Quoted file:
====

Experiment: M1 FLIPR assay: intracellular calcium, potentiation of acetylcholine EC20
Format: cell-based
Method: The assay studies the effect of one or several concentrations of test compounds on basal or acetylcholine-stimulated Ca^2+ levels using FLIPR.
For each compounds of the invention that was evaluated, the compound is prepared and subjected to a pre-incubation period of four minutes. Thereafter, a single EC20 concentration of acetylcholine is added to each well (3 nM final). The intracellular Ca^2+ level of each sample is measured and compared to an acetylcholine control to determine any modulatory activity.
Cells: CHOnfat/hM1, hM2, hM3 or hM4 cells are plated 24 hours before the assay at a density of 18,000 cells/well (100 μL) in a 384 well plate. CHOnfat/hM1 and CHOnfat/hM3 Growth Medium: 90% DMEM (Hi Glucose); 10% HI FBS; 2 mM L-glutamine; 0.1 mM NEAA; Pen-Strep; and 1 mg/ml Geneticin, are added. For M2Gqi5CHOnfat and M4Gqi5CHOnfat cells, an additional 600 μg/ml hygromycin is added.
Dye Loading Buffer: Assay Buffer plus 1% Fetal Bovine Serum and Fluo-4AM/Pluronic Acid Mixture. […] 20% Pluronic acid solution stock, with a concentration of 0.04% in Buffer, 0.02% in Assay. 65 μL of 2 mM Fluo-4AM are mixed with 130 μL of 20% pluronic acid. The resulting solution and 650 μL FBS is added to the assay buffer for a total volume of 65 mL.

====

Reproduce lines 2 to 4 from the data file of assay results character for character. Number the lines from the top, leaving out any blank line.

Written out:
Format: cell-based
Method: The assay studies the effect of one or several concentrations of test compounds on basal or acetylcholine-stimulated Ca^2+ levels using FLIPR.
For each compounds of the invention that was evaluated, the compound is prepared and subjected to a pre-incubation period of four minutes. Thereafter, a single EC20 concentration of acetylcholine is added to each well (3 nM final). The intracellular Ca^2+ level of each sample is measured and compared to an acetylcholine control to determine any modulatory activity.